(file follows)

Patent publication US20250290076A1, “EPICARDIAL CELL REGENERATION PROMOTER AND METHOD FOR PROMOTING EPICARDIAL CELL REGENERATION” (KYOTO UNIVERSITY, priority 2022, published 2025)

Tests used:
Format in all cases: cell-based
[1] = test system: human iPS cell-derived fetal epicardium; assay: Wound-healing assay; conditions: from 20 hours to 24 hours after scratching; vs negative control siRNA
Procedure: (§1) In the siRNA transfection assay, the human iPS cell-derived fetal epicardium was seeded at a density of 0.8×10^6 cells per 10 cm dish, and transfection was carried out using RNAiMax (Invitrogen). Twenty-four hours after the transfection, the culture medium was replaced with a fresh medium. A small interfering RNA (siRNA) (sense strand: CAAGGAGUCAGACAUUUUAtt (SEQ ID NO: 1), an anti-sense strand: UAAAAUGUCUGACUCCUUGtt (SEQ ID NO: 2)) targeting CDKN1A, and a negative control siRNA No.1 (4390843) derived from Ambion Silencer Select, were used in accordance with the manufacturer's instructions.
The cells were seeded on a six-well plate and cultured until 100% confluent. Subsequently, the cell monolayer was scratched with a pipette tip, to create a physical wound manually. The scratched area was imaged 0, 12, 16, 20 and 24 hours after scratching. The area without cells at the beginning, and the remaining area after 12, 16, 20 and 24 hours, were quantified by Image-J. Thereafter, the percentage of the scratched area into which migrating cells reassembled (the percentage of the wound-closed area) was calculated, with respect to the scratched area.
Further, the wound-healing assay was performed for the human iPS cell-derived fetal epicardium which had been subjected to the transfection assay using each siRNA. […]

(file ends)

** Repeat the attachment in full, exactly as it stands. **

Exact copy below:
Patent publication US20250290076A1, “EPICARDIAL CELL REGENERATION PROMOTER AND METHOD FOR PROMOTING EPICARDIAL CELL REGENERATION” (KYOTO UNIVERSITY, priority 2022, published 2025)

Tests used:
Format in all cases: cell-based
[1] = test system: human iPS cell-derived fetal epicardium; assay: Wound-healing assay; conditions: from 20 hours to 24 hours after scratching; vs negative control siRNA
Procedure: (§1) In the siRNA transfection assay, the human iPS cell-derived fetal epicardium was seeded at a density of 0.8×10^6 cells per 10 cm dish, and transfection was carried out using RNAiMax (Invitrogen). Twenty-four hours after the transfection, the culture medium was replaced with a fresh medium. A small interfering RNA (siRNA) (sense strand: CAAGGAGUCAGACAUUUUAtt (SEQ ID NO: 1), an anti-sense strand: UAAAAUGUCUGACUCCUUGtt (SEQ ID NO: 2)) targeting CDKN1A, and a negative control siRNA No.1 (4390843) derived from Ambion Silencer Select, were used in accordance with the manufacturer's instructions.
The cells were seeded on a six-well plate and cultured until 100% confluent. Subsequently, the cell monolayer was scratched with a pipette tip, to create a physical wound manually. The scratched area was imaged 0, 12, 16, 20 and 24 hours after scratching. The area without cells at the beginning, and the remaining area after 12, 16, 20 and 24 hours, were quantified by Image-J. Thereafter, the percentage of the scratched area into which migrating cells reassembled (the percentage of the wound-closed area) was calculated, with respect to the scratched area.
Further, the wound-healing assay was performed for the human iPS cell-derived fetal epicardium which had been subjected to the transfection assay using each siRNA. […]